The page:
South Korea will completely shut down three out of the ten coal-fired power plants that are over 30 years old by the end of this year. This is a follow-up measure taken by the Moon Jae-in administration which previously announced a temporary shutdown of eight old coal power plants during the month of June.
The one month-long shutdown of the eight old coal power plants can cause a 68-billion-won increase in electricity bills.
The Ministry of Trade, Industry, and Energy announced on May 30 that after a month of temporary shutdown in June, the coal-fired Seocheon Power Plant No. 1 and No. 2 and the Youngdong Power Plant No. 1 will enter a process of permanent shutdown from July.
The ministry added that the Seocheon Power Plant No. 1 and No. 2 are expected to be completely shut down by October or November this year. The Youngdong Power Plant No. 1 will be transformed into a renewable energy plant by replacing its fuel to biomass. email@example.com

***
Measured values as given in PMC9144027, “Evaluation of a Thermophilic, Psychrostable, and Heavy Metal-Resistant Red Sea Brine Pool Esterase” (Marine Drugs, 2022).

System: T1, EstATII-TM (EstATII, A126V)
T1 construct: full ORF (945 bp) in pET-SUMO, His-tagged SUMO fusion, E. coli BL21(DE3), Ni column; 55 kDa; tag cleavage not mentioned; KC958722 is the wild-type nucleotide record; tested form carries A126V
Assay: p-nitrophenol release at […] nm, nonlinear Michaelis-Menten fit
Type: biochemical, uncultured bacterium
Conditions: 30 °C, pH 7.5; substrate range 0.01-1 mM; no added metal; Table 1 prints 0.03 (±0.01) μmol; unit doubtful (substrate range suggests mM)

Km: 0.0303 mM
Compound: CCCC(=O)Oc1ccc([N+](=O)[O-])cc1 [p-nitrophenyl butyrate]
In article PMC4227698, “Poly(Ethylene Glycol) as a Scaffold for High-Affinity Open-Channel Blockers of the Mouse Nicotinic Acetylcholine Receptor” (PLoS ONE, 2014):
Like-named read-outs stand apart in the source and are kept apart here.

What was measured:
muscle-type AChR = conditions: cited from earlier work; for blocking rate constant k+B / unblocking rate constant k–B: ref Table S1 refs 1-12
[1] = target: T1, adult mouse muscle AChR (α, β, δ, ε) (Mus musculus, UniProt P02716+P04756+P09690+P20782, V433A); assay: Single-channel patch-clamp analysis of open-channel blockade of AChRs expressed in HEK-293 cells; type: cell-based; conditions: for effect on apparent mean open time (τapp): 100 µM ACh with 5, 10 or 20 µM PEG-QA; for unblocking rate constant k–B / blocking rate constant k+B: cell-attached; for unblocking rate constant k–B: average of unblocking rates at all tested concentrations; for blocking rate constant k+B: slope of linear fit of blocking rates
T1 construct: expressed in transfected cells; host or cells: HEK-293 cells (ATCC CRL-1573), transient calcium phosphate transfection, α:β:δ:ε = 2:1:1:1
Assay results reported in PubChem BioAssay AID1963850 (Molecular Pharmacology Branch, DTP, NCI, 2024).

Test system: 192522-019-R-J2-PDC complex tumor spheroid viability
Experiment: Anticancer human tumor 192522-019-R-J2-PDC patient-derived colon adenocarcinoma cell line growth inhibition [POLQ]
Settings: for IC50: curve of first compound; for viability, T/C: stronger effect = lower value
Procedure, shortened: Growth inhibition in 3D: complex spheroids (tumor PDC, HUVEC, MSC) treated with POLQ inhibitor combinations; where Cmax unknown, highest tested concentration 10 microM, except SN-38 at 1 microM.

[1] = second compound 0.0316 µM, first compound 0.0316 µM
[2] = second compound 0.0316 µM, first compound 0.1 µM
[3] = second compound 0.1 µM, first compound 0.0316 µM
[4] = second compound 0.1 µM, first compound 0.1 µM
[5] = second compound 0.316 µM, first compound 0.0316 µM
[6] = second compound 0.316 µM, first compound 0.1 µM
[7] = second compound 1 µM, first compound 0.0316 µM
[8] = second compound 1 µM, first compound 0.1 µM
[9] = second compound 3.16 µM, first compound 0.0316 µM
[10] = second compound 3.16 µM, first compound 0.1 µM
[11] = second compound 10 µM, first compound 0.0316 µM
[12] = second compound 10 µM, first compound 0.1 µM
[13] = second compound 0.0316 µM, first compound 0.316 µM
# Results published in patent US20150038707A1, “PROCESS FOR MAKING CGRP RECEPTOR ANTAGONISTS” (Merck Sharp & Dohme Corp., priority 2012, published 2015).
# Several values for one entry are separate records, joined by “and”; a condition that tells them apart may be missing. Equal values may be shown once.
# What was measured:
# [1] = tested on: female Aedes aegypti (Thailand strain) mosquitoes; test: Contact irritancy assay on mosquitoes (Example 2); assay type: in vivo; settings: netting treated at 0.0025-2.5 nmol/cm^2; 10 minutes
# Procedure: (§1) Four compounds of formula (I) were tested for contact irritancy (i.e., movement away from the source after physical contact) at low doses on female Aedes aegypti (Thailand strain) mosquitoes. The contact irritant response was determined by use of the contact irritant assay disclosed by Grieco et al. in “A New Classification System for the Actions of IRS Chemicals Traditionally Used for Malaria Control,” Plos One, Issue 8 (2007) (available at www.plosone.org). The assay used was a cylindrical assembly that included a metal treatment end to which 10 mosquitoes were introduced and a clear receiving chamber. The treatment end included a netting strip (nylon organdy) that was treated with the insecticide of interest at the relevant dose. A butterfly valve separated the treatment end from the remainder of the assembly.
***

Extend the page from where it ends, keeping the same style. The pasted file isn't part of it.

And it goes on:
The National Pension Service (NPS) has begun running an emergency inspection system for its investment management department with the appointment of acting chief investment officer and global alternative investment head, the South Korean pension fund said on July 25. In-Sik&hellip
South Korean asset managers are joining hands with French property investment firms to buy prime commercial buildings in the Netherlands and Belgium as they are turning eyes to the Benelux region for higher returns, sending their real estate values to&hellip
Blackstone, Kuwait Investment Authority (KIA) and three property investment firms are vying for Sony Center in Berlin which South Korea’s National Pension Service (NPS) has put on the block in a transaction expected to fetch around €1.1 billion ($1.3 billion),&hellip